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School-age population shifts in Orleans, Ontario CANADA
 

(NOTE: This was not an Algonquin course assignment, but, rather, one of my personal projects.)
 

One of the most controversial political issues in the recent past in the Ottawa area has been that of school closures.  Orleans, a suburb of approximately 100,000 people east of Ottawa, has not been immune to the debate, even though it is a relatively young and rapidly growing area, where one would expect that the need for new schools is obvious, and the pressure to close existing schools is minimal.

However, even within Orleans, there are significant shifts in the population of school-age children that, given the size of the suburb, may necessitate considerations of school closure as much as in older, more established areas of the Region.  If not, the Board of Education will have to give serious thought to increased levels of bussing in order to more efficiently use the excess capacity that will occur in existing schools.
 

Methodology:

Thematic mapping and SQL ("structured query language") can be used to isolate where in Orleans the problems with school capacity may occur.

Census tract data from the 1991 and 1996 Census were analysed using SQL in MapInfo.  The same exercise can be replicated in ArcView.  Census tracts where the population of elementary (<15 years of age) school children increased from 1991-96 were separated from those where it decreased, resulting in 2 query files.  Each of these 2 files were then separately mapped to show change in population, either increasing or decreasing, by a dot-map.  That is, rather than a series of colours to indicated category of change (eg: high/medium/low, as in the US population map), the actual change is depicted where each dot represents a certain number of people.

The 2 separate thematic maps were then combined into one. The result indicates those neighbourhoods (census tracts) where the number of children is increasing, in red dots, and those where the number is decreasing, in blue dots. It is important to note that MapInfo randomly distributes the dots within a particular polygon (ie: census tract), so the exact location of each dot does not necessarily reflect the particular houses where children are moving in or moving out of (lol!).

To finalise the analysis, the locations of existing elementary schools are placed over these 2 thematic maps as another layer, such that the result provides a visual message as to which schools might be facing increased student population, and which might see a decrease. Clearly, it is those schools in the east part of Orleans which will feel increasing pressure. Meanwhile, a number of schools in the northwest area will likely see a fall in student numbers, and may thus become "destination" schools in new bussing patterns.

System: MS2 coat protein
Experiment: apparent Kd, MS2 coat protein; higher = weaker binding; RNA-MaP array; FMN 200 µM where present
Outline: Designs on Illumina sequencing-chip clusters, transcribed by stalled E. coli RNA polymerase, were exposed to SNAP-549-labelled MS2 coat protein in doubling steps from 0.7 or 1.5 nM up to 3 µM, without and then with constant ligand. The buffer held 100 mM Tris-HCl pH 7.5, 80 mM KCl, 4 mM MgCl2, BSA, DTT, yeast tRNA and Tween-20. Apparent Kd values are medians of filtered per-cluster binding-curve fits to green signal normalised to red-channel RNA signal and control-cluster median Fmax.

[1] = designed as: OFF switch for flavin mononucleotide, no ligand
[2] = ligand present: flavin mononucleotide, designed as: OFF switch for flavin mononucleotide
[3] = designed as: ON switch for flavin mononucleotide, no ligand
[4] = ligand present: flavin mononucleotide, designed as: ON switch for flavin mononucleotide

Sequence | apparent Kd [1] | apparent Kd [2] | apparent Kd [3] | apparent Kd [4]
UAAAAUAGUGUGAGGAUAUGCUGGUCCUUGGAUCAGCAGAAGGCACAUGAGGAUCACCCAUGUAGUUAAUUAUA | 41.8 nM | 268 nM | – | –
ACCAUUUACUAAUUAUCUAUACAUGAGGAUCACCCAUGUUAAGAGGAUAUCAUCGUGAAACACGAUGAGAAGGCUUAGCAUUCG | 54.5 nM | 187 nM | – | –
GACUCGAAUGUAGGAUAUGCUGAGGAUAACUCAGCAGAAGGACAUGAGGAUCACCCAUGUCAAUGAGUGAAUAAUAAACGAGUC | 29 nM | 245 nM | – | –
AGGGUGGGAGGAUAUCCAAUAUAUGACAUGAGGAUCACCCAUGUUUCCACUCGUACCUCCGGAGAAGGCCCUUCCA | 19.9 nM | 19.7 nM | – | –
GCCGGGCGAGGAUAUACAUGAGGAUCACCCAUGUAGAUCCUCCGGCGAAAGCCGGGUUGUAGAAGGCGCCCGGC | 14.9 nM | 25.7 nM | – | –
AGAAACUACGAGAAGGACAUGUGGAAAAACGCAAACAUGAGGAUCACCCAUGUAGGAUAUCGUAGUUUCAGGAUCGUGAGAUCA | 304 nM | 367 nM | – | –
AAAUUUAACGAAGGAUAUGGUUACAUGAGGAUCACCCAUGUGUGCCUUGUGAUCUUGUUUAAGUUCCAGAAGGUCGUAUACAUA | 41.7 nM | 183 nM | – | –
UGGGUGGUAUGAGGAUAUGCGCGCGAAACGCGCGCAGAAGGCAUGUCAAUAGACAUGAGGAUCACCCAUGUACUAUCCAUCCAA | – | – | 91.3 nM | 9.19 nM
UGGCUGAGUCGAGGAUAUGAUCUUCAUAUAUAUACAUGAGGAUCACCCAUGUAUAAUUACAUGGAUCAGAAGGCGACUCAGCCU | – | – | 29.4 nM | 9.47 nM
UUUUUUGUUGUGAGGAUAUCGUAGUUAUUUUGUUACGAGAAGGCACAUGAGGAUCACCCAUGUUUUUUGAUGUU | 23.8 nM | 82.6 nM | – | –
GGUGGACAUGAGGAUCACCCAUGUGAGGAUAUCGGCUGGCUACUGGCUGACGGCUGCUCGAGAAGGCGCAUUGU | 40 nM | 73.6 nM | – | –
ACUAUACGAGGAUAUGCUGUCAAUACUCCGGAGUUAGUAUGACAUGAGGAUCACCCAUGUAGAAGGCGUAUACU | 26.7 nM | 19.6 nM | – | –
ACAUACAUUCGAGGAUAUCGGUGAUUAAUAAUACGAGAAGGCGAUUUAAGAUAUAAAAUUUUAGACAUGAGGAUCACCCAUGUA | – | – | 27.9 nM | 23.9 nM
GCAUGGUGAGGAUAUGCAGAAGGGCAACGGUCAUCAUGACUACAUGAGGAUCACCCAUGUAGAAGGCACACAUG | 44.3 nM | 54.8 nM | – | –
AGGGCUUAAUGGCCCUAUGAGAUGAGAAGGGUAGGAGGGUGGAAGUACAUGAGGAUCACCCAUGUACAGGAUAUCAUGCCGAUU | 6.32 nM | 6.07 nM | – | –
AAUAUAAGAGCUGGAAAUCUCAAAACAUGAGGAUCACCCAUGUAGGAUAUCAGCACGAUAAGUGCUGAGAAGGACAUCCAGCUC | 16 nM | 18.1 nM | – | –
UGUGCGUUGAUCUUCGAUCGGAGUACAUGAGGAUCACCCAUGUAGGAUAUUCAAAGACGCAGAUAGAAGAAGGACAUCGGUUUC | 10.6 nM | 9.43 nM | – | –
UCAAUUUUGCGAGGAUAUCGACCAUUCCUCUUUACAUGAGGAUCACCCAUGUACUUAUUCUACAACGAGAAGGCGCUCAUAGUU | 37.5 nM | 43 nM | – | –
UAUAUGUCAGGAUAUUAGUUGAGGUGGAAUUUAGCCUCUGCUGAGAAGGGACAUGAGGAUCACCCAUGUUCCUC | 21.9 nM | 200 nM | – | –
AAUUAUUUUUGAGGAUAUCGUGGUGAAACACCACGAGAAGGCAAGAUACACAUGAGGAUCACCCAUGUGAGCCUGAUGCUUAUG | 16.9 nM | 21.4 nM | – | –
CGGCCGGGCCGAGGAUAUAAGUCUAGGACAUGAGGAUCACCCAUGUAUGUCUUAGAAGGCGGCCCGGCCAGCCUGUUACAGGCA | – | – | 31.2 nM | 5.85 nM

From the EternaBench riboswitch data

As a footnote, the above analysis was also carried out with the high school population as well. Again, the two thematic "growth/decline" maps are overlain to produce the first result, while the existing high school locations are then added to produce the final result.
 

Observations:

Thematic mapping allows one to make rapid conclusions about the geographic distribution of entities that would be very time-consuming dealing only with lists of statistics and addresses.  In the case of the first map above, we can quickly count the number of schools located in areas of growth and in areas of decline.  17 schools are located in the "blue dot" areas of declining school-age population, while only 6 are in the "red dot" growth areas.

Furthermore, there is a marked difference in high school population changes compared to those of elementary school students.  The neighbourhoods that showed a decline in the population of younger children instead show an increase in the population of older children.  Thematic mapping allows this to become apparent quickly, without performing mental calculations; looking simply at columns of data, this observation would not come so readily ("a picture is worth a thousand words").

Additional work will be done to use MapInfo's own overlay functions to mathematically make the above comparison between high school and elementary school population changes.  Census tracts meeting certain criteria, that overlap those in other layers based on different selection criteria, can be selected using SQL in much the same manner as outlined in "Methodology" above, on an "object" rather than algebraic basis.  This is very similar to Boolean overlay functions in raster GIS.


Your comments on these maps are welcome!

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